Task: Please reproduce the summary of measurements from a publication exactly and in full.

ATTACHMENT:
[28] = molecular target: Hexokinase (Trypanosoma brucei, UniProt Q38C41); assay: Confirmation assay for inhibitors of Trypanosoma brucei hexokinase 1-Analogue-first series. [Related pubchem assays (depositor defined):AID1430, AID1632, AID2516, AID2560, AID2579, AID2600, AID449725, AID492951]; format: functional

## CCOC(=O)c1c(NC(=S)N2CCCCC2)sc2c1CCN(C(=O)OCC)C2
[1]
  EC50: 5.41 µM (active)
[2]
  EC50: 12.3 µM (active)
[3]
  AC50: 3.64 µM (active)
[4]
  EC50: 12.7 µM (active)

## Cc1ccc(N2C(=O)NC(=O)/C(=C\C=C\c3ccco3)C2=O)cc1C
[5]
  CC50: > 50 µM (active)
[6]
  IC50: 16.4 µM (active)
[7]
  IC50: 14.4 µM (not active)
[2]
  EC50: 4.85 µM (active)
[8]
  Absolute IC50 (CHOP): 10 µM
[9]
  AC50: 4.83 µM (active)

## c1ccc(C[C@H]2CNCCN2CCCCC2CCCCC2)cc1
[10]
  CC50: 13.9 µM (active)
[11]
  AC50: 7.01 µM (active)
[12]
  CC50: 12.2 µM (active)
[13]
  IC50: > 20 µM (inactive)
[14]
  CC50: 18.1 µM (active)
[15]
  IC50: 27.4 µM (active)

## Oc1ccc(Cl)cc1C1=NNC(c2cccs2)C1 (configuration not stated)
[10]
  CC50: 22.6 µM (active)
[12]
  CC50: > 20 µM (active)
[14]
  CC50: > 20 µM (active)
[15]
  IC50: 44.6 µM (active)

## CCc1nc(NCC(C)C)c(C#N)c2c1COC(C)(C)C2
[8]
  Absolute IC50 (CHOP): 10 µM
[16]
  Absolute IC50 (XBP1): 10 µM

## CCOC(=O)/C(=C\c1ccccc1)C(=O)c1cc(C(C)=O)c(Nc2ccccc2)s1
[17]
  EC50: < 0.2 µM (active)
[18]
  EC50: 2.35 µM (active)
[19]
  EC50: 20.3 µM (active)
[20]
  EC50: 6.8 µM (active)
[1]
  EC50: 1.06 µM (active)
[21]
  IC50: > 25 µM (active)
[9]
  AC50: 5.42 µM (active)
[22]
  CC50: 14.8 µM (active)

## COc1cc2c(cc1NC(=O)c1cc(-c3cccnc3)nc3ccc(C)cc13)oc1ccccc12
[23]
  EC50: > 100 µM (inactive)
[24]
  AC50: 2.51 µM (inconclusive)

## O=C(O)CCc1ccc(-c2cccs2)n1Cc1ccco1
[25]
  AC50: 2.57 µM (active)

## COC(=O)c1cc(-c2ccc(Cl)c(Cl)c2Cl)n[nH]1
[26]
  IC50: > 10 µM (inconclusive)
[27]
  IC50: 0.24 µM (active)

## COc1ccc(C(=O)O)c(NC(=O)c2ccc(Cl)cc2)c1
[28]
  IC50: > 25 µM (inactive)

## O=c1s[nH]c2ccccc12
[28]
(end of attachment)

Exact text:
[28] = molecular target: Hexokinase (Trypanosoma brucei, UniProt Q38C41); assay: Confirmation assay for inhibitors of Trypanosoma brucei hexokinase 1-Analogue-first series. [Related pubchem assays (depositor defined):AID1430, AID1632, AID2516, AID2560, AID2579, AID2600, AID449725, AID492951]; format: functional

## CCOC(=O)c1c(NC(=S)N2CCCCC2)sc2c1CCN(C(=O)OCC)C2
[1]
  EC50: 5.41 µM (active)
[2]
  EC50: 12.3 µM (active)
[3]
  AC50: 3.64 µM (active)
[4]
  EC50: 12.7 µM (active)

## Cc1ccc(N2C(=O)NC(=O)/C(=C\C=C\c3ccco3)C2=O)cc1C
[5]
  CC50: > 50 µM (active)
[6]
  IC50: 16.4 µM (active)
[7]
  IC50: 14.4 µM (not active)
[2]
  EC50: 4.85 µM (active)
[8]
  Absolute IC50 (CHOP): 10 µM
[9]
  AC50: 4.83 µM (active)

## c1ccc(C[C@H]2CNCCN2CCCCC2CCCCC2)cc1
[10]
  CC50: 13.9 µM (active)
[11]
  AC50: 7.01 µM (active)
[12]
  CC50: 12.2 µM (active)
[13]
  IC50: > 20 µM (inactive)
[14]
  CC50: 18.1 µM (active)
[15]
  IC50: 27.4 µM (active)

## Oc1ccc(Cl)cc1C1=NNC(c2cccs2)C1 (configuration not stated)
[10]
  CC50: 22.6 µM (active)
[12]
  CC50: > 20 µM (active)
[14]
  CC50: > 20 µM (active)
[15]
  IC50: 44.6 µM (active)

## CCc1nc(NCC(C)C)c(C#N)c2c1COC(C)(C)C2
[8]
  Absolute IC50 (CHOP): 10 µM
[16]
  Absolute IC50 (XBP1): 10 µM

## CCOC(=O)/C(=C\c1ccccc1)C(=O)c1cc(C(C)=O)c(Nc2ccccc2)s1
[17]
  EC50: < 0.2 µM (active)
[18]
  EC50: 2.35 µM (active)
[19]
  EC50: 20.3 µM (active)
[20]
  EC50: 6.8 µM (active)
[1]
  EC50: 1.06 µM (active)
[21]
  IC50: > 25 µM (active)
[9]
  AC50: 5.42 µM (active)
[22]
  CC50: 14.8 µM (active)

## COc1cc2c(cc1NC(=O)c1cc(-c3cccnc3)nc3ccc(C)cc13)oc1ccccc12
[23]
  EC50: > 100 µM (inactive)
[24]
  AC50: 2.51 µM (inconclusive)

## O=C(O)CCc1ccc(-c2cccs2)n1Cc1ccco1
[25]
  AC50: 2.57 µM (active)

## COC(=O)c1cc(-c2ccc(Cl)c(Cl)c2Cl)n[nH]1
[26]
  IC50: > 10 µM (inconclusive)
[27]
  IC50: 0.24 µM (active)

## COc1ccc(C(=O)O)c(NC(=O)c2ccc(Cl)cc2)c1
[28]
  IC50: > 25 µM (inactive)

## O=c1s[nH]c2ccccc12
[28]